History

Grand Theft Lincoln [With Update by Marco Rubio]

Featured image On this 150th anniversary of Lincoln’s assassination, the Wall Street Journal’s William McGurn performs a public service today rebutting the relentless liberal/“Progressive” attempts to pry Lincoln from the Republican Party and claim that Lincoln, were he alive today, would surely be a Progressive Democrat: On this the 150th anniversary of the day John Wilkes Booth fired his fatal bullet at Ford’s Theater, we have a consensus: Today’s Republicans have no »

The Crusades Haven’t Been In the News Lately

Featured image It has been a couple of months since Barack Obama suggested that the Crusades were somehow on a par with, or even a justification for, 21st-century Islamic terrorism. I objected to Obama’s casual slur at the link, saying, among other things: There was nothing wrong, in principle, with the Crusades. They were an appropriate (if belated and badly managed) response to the conquest of the Holy Land by Islam. Did »

A Stillness at Appomattox

Featured image Today is the 150th anniversary of Lee’s surrender to Grant at Appomattox on April 9, 1865, ending our Civil War. Carl Cannon observes the occasion in this RealClearPolitics column as does Jarrett Stepman in a good Breitbart column. To these columns I would only like to append a brief literary footnote. Bruce Catton’s three-volume history of the Army of the Potomac concludes with Catton’s Pulitzer Prize-winning book A Stillness at »

Fred Siegel Explains It All, Part 4

Featured image In his latest book Revolt Against the Masses, Fred Siegel offers a novel explanation for the roots and character of modern liberalism—one that differs substantially from my own in many ways.  On page 28 of the book he says, “Modern liberalism was born of a discontinuity, a rejection of Progressivism.”  In this installment of our conversation, Fred explains some key parts of his argument here, and he makes a good »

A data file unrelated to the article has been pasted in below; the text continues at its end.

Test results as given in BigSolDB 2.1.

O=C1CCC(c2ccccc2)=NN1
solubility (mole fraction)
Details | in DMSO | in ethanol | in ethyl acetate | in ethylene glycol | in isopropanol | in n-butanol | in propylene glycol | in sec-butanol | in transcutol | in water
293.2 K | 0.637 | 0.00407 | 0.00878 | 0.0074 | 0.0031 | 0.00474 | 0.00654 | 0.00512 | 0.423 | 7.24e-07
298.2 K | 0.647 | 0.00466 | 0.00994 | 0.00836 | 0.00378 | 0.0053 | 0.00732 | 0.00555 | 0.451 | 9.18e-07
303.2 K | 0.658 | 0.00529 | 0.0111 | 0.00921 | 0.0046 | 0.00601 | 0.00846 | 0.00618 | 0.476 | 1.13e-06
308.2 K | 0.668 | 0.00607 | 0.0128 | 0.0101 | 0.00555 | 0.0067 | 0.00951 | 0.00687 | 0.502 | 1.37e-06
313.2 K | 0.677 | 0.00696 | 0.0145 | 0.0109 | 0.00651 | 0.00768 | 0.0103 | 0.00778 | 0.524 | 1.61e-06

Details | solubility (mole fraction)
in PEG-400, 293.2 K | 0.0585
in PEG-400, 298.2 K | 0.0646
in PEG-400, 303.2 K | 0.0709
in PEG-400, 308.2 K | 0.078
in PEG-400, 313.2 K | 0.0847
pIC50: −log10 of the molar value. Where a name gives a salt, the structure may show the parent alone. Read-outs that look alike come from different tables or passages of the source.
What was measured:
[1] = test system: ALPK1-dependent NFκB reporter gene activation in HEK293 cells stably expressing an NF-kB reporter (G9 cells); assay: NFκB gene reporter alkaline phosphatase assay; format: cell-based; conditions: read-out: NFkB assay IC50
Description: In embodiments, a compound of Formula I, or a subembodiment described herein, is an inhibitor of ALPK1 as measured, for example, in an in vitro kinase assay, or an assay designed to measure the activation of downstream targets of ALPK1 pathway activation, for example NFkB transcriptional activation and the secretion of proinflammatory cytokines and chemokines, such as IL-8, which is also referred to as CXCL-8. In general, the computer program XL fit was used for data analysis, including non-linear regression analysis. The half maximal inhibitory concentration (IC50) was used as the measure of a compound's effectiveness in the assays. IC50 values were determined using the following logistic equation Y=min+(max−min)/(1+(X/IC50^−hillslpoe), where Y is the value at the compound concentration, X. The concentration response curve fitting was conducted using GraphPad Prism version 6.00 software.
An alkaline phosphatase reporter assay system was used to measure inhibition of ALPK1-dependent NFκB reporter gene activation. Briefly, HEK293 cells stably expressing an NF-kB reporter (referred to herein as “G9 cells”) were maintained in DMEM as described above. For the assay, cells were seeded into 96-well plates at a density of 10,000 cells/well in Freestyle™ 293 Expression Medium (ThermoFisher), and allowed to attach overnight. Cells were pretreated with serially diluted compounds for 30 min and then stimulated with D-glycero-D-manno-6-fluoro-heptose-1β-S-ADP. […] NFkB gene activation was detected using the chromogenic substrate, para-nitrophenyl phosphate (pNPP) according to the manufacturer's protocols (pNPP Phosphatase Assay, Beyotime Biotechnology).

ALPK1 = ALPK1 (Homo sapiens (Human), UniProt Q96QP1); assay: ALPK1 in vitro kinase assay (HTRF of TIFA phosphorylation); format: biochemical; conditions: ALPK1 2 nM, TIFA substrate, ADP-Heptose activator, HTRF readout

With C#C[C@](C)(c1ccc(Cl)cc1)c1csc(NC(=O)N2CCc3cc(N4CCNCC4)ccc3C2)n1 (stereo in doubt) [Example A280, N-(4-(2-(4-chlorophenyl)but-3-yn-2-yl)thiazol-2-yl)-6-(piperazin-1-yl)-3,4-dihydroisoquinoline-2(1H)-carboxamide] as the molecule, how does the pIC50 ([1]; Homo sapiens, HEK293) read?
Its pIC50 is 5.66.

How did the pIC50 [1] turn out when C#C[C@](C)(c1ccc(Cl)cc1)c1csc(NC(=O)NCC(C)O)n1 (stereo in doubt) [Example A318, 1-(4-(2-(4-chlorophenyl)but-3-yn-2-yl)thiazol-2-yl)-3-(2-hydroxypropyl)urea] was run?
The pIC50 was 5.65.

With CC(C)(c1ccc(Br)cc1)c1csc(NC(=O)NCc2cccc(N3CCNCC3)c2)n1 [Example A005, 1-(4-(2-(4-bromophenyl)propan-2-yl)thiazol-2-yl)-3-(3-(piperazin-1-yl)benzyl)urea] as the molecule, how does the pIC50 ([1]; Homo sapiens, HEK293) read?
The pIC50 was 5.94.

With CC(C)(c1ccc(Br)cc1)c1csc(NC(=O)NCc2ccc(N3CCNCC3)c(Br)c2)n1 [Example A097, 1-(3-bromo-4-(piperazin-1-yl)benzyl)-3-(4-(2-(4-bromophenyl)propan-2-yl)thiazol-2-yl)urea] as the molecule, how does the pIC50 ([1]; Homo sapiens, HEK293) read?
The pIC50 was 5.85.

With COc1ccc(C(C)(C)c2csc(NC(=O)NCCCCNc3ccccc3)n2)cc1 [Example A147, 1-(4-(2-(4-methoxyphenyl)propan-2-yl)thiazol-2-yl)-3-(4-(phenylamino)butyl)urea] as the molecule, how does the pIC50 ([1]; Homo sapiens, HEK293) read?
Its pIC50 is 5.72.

Fred Siegel Explains It All, Part 3

Featured image In this third installment, Fred extends his observations on the Vietnam controversies in the 1960s, the rise of feminism, and current Israeli politics (this video was taped before the recent election).  He also comments on his time with the Democratic Leadership Council, and Michael Walzer of Dissent.  He concludes with some choice comments on Howard Dean and John Kerry.  About 7:30 long: »

Another Blast from the Past: When Biden Teamed up With Helms

Featured image I missed Marc Thiessen’s Washington Post column a couple days ago recalling the time a senator named Joe Biden . . . hmmm, that name seems familiar, doesn’t it?—teamed up with Sen. Jesse Helms (!!!) to interpose themselves in the Clinton Administration’s diplomacy regarding the UN’s International Criminal Court: Biden also surely remembers how in 1998, when the Clinton administration was negotiating a U.N. treaty to create an International Criminal »

Barron’s AP Test Prep Guide equates Clarence Thomas with Fascists

Featured image I’ve been warning for some time about the College Board’s effective mandate that AP U.S. History be taught from a hard-left perspective. But this report by Eric Owens of the Daily Caller leaves me stunned: The latest version of a top-selling study guide for the Advanced Placement European History exam explains the French Revolution with a chart which identifies Supreme Court Justice Clarence Thomas as a fascist and pairs him »

Remembering the indispensable man

Featured image Today is the anniversary of the birth of George Washington. Of all the great men of the revolutionary era to whom we owe our freedom, Washington’s greatness was the rarest and the most needed. At this remove in time, it is also the hardest to comprehend. Take, for example, Washington’s contribution to the Constitutional Convention of 1787. Washington’s mere presence lent the undertaking and its handiwork the legitimacy that resulted »

A conversation with Bill Bennett